“The issue of dwindling fish stock has been with us for three decades now. We are aware of the challenges and that is why we are working closely with fishermen and other stakeholders to have the situation improved tremendously by the next decade,” Mrs. Quaye said.
She said some fish species thought to be extinct, including a class of small herring and a local fish popularly known as ‘kankan’, were caught this year by some fishermen.
Refuting media reports that some fishermen had complained of low fish catch after the closed season this year, she said the issue of dwindling fish stock had been with humanity for the past three decades.
This year’s closed season for small-scale fishermen was begun on May 15, 2019, and ended on June 15, 2019.
Artisanal fisherfolk has suggested that the closed season should be timed well and in synchronization with all types of fishers.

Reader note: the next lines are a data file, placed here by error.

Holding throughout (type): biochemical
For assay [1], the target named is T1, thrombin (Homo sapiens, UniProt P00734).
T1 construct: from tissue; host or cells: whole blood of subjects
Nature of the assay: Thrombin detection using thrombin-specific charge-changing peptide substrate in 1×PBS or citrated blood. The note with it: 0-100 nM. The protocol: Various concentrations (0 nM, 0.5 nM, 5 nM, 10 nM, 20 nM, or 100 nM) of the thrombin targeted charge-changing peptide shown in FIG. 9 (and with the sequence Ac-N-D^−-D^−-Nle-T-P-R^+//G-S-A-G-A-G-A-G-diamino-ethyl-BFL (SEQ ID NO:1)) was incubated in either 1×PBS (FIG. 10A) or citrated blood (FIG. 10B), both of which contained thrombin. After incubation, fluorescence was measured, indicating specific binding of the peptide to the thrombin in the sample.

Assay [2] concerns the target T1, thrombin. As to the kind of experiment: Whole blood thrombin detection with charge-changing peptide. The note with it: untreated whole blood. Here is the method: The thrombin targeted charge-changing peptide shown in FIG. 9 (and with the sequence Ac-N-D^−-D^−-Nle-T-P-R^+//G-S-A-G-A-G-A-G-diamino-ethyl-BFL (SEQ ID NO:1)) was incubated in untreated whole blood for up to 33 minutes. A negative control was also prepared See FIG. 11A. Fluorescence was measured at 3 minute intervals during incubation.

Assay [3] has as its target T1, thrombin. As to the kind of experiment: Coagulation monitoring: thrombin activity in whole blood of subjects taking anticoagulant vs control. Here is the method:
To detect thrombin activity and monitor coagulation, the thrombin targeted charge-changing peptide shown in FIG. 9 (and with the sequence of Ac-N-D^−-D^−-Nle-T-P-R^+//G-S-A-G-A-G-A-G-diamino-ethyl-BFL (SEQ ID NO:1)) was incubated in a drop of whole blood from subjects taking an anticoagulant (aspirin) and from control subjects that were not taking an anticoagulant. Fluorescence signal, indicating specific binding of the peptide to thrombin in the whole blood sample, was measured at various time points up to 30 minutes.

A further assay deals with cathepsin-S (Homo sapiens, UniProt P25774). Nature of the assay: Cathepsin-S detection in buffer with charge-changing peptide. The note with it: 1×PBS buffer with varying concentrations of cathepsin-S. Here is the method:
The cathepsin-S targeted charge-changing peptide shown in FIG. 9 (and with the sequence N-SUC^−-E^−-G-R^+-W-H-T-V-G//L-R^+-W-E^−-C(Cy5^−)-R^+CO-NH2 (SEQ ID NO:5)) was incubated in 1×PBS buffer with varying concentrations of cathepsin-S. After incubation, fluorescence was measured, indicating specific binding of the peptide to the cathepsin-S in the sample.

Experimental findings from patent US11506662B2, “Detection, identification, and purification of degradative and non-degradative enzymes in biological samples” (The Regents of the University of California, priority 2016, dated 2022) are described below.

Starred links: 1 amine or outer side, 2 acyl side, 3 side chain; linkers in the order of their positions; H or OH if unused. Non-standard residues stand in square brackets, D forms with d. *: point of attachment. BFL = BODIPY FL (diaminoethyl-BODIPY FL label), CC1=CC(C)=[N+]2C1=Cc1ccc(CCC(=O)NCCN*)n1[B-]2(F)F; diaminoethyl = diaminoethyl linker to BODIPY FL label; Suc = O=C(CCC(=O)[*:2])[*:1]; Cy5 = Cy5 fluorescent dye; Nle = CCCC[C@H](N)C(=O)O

Mrs. Quaye said, “information gathered so far from fishermen indicates that there is the improvement in fish catch this year”.
Explaining further, Mrs. Quaye said the Ghana Navy and the Marine Police were ready and alert and had already installed some tracking devices on licensed fishing vessels, while a monitoring team from the ministry, supported by local fishermen, was also on the lookout for trawlers that would contravene the order.
The Fisheries Ministry has placed a ban on fishing by industrial trawlers from August 1 to October 1 and threatened any vessel that flouts the directive with a $1-million fine.
The sector Minister, Elizabeth Naa Afoley Quaye, who announced this in an interview added that the ban on industrial trawler fishing was part of moves to replenish the dwindling fish stock in the country’s territorial waters.
She said there were enough monitoring mechanisms put in place to ensure that the ban was adhered to.